Based on John Steinbeck’s famed 1937 novella, Of Mice and Men is a period piece about forced migration triggered by drought and poverty in America. Many tenant farmers had to leave their land in the Dust Bowl, and seek work in California. Like migrants today, they were often resented rather than welcomed.

Director Guy Unsworth says: “I think Of Mice and Men is absolutely a play for today. It’s a hauntingly relevant reminder of the importance of home, companionship, and the pursuit of happiness and safety on this lonely planet…” You sense the migrants’ hardship early on when they stop to drink water from a ditch.

The two main characters, George and Lennie, travel together. Lennie is always getting into trouble because he is – in the language of the time – ‘simple’, and his very large stature attracts attention. Lennie can best be described as a big friendly giant, expertly acted by Matthew Wynn from EastEnders and Silent Witness.

Richard Keightley, an accomplished stage actor, plays George Milton. Milton's fine performance brings tension to the play, portraying a man who cares deeply for his friend but also yearns to be free of the responsibility of looking after him. He has lost innumerable jobs because of Lennie, whose limited mental capacity is neither acknowledged nor understood. Yet for all his grumbles, there is a sense that they both benefit from a friendship which reduces their isolation.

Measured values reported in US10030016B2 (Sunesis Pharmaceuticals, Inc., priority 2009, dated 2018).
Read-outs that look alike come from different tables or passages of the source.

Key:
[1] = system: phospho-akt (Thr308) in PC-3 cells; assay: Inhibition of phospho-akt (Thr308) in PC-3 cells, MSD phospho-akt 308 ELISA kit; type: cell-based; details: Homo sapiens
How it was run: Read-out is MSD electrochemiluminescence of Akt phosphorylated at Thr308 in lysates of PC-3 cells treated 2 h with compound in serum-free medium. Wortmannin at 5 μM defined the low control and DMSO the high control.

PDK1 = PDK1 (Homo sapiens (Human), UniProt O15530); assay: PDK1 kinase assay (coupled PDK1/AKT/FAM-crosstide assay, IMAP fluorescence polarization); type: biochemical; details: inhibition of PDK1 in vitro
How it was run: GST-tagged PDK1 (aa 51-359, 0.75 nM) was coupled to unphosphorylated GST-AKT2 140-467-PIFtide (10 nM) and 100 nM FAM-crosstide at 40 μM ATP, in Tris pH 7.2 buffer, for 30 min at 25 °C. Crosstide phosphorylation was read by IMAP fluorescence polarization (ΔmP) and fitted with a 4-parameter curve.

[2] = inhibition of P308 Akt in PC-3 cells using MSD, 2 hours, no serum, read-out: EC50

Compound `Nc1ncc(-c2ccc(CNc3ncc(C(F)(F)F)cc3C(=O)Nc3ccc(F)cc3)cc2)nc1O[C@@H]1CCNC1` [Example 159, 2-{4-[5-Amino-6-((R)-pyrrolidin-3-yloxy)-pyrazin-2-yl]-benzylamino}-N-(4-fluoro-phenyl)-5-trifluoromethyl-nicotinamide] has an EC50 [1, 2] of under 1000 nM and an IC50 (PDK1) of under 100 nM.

Andrew Boyer is worth a mention as the older labourer, Candy, who is touching to watch. Kevin Mathurin, meanwhile, plays the black stable-hand Crooks; in a break with convention, Crooks’ barn becomes the meeting place in the second half. Steinbeck’s original text observes the social norms and constraints of his time – including use of the n-word – but in a nice touch, it’s Crooks who is found reading a book while the other labourers go drinking in town.

The set too is clever, if economical, and the opening scene with migrants getting off the train draws the audience into Steinbeck’s world.

Most of the characters have a dream: only Slim (Cameron Robertson) and Curley (Kamran Darabi-Ford) seem secure in their present circumstances. Curley’s wife (Rosemary Boyle) and Lennie have the dreams which are farthest from reality, but they hold them fast – not hearing each other as they speak parallel narratives. For many the dream is simply of home, a room of one’s own and a small-holding where the workers can be their own boss.

For me, the first half of the adaptation was slow and heavy with dialogue, lacking in action. But I enjoyed the play overall; it has an inexorable quality and is well acted throughout. As a period piece, it may not be an obvious choice for a contemporary audience, but its themes of migration and a search for home surely endure.